First person: Wilson pay review

Long-awaited review into executive pay doesn’t go far enough, says The Review columnist Anthony Hilton

You know things are pretty bad when a new Prime Minister, speaking to the nation for the first time from outside the door to 10 Downing Street, singles out poor corporate governance and excessive executive pay as a key problem for the country.

This is what Theresa May did back in June. A few days later, but totally by coincidence, the Chief Executive of Legal & General, Nigel Wilson, published a report aimed at improving the way executive pay is set and communicated. 

Though upstaged by the PM, the pay project was something on which he had been working for months along with a small group of high powered individuals, including Helena Morrissey, the Chief Executive of the investment management firm Newton, Sainsbury’s Chairman David Tyler, and Edi Truell, the private equity specialist who has been heavily involved in the continuing reorganisation of local authority pension funds. 

To get the input of such a heavyweight group underlines the fact that the business and investment communities understand they have a serious problem. One would have thought, therefore, that what Wilson recommends would carry weight and generate considerable debate. 

But thus far the response has been muted.

This silence is instructive. It is of course true that it is hard to get any debate going in July and August and harder this year than most with the media’s attention so heavily focused on Brexit. But perhaps too there are signs of pay fatigue – people are unwilling to make the effort to engage with another set of proposals on pay because they do not believe they will make any difference. 

You can see why they might be cynical. One of the fathers of UK corporate governance, Alistair Ross Goobey, once compared executive pay to the caucus race in Alice in Wonderland. His message was that “no one knew where the race began; no one knew where it finished; but everybody always gets a prize”.   

Why is this relevant? Ross Goobey died in 2008. This is hardly a new debate. And pay was a lot less excessive ten years ago than it is today.

The Wilson recommendations are, in fact, all very sensible, focused as they are on transparency and simplification. They want remuneration committees to make sure they have properly experienced chairs, willing to engage fully with the whole board, which then has to properly buy in to what has been decided. The Remco should also be more prepared to use its own judgment, not simply parrot the script of remuneration consultants.People are unwilling to make the effort to engage with another set of proposals on pay because they do not believe they will make any differenceWilson’s group thinks incentive schemes should not be the current formulaic one-size-fits-all, but instead be tailored to individual companies and closely integrated with strategic needs. The whole exercise should be surrounded by much more transparency, with a willingness to justify the total amount which could be paid, to explain what the targets are, and why they are relevant, and to show retrospectively how they were met and what awards they triggered. Part of this is not blindly aiming for a pay benchmark in the upper quartile, or even above the median benchmarks so as to lean against the automatic upwards-only ratchet of pay wards.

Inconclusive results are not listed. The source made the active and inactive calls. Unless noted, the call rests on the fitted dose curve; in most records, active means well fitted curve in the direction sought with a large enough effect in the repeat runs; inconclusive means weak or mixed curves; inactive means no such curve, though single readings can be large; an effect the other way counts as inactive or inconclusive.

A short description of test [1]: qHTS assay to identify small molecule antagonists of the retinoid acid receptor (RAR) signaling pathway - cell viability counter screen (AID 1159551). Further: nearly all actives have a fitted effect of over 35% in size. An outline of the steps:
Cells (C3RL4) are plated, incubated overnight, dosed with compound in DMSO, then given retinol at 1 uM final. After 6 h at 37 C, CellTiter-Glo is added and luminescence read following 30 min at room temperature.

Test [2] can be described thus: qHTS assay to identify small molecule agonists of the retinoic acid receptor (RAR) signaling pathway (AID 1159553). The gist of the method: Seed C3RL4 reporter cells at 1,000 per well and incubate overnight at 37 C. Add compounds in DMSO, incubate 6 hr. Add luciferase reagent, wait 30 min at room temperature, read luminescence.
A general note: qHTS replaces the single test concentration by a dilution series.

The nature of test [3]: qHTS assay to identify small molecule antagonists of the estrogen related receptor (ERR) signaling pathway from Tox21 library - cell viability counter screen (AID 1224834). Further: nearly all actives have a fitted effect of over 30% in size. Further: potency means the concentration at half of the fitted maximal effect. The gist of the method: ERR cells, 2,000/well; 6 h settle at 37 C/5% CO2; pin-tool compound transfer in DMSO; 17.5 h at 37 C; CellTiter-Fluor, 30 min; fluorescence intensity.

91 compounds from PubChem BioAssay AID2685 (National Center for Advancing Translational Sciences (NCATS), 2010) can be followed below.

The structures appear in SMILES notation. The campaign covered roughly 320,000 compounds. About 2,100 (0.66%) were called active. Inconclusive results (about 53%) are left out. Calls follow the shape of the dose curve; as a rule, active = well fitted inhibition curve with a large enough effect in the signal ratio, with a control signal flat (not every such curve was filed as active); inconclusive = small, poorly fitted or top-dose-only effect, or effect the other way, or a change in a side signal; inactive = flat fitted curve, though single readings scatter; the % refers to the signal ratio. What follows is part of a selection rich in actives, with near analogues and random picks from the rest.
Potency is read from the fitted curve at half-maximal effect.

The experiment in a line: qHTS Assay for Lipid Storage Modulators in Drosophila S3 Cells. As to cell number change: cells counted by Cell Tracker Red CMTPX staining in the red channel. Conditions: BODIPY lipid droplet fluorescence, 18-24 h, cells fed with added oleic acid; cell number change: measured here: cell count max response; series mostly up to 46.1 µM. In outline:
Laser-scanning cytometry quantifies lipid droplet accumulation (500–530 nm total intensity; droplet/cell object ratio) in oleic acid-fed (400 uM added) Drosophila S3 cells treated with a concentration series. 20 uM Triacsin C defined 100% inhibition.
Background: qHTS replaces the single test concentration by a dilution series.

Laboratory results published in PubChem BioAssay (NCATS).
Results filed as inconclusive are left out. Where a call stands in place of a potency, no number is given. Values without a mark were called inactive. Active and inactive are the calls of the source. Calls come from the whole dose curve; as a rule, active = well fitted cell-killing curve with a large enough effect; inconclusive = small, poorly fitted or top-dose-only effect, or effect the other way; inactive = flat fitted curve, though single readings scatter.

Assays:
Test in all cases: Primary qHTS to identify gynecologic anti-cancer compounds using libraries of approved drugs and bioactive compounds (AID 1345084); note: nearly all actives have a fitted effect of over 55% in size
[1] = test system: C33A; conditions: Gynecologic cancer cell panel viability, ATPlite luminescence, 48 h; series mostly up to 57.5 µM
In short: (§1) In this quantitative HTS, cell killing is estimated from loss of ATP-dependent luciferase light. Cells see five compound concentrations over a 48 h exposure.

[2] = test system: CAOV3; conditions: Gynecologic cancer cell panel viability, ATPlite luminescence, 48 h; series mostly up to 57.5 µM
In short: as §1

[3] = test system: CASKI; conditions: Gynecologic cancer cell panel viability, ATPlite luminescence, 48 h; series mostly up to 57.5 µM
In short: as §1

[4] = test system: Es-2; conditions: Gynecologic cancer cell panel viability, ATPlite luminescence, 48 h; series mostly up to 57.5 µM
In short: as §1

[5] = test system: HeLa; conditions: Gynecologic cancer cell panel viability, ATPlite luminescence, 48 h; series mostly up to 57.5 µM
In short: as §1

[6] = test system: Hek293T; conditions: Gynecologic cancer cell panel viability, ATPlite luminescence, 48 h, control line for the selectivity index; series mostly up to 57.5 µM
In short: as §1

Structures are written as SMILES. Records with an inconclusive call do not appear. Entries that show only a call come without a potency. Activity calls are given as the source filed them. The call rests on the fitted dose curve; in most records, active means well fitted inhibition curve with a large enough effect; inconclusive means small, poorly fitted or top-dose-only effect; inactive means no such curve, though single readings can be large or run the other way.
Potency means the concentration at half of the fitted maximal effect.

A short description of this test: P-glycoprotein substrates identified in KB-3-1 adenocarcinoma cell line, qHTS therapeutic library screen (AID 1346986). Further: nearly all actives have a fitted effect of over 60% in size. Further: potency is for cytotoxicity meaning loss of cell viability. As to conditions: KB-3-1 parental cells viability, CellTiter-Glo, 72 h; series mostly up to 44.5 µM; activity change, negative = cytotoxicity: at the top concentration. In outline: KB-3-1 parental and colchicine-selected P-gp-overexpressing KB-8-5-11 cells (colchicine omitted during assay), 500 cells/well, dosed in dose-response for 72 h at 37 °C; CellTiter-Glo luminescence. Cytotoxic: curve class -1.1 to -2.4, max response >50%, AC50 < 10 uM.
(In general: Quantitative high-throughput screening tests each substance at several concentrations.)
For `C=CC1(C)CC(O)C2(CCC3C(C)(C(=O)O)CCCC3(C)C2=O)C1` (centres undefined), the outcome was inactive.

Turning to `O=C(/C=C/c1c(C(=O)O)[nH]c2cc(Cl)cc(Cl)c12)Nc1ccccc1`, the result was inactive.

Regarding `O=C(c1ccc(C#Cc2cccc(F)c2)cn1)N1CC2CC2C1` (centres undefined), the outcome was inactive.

A key purpose behind Wilson’s work was to create an environment in which high pay would lose its corrosive impact on public trust in business and it would then begin to rebuild. There are powerful voices however, including from the Institute of Business Ethics (IBE), willing to say it is nowhere near bold enough. 

Writing to Wilson when the report was initially out in draft, the IBE director Philippa Foster Back said bluntly that “the debate needs to encompass more radical changes than those discussed in your report” and went on to list four questions every remuneration committee should be able to answer:

  • Why have we chosen the level of quantum proposed and can it really be justified?
  • Can everybody – boards, executives, shareholders – clearly see the value of what is being handed over?
  • Will the award stimulate the executives to pursue a long term strategy that is in the interests of the shareholders and the company?
  • And finally, will the broader public be able to see a clear connection between performance and the eventual outcome?
This led to one final point: “Until remuneration committees can always answer these questions, we will continue to have problems with executive remuneration which feeds into rising voter concern with inequality on both sides of the Atlantic. We believe the problem is urgent and more serious than your report suggests.”

In fairness, Wilson’s hands were tied by terms of reference that required him to propose refinements to the system that would not need legislation. This does, however, mean his report has focused more on improving the mechanics and the optics of how the process works, when the real cause of public disquiet is simply that the pay is far too high, however transparently it is arrived at. Thus this report, while it may be a step on the journey, is a long way from offering a final solution.

Look out for Anthony Hilton's First Person column in the October 2016 print edition of The Review.
Published: 03 Aug 2016
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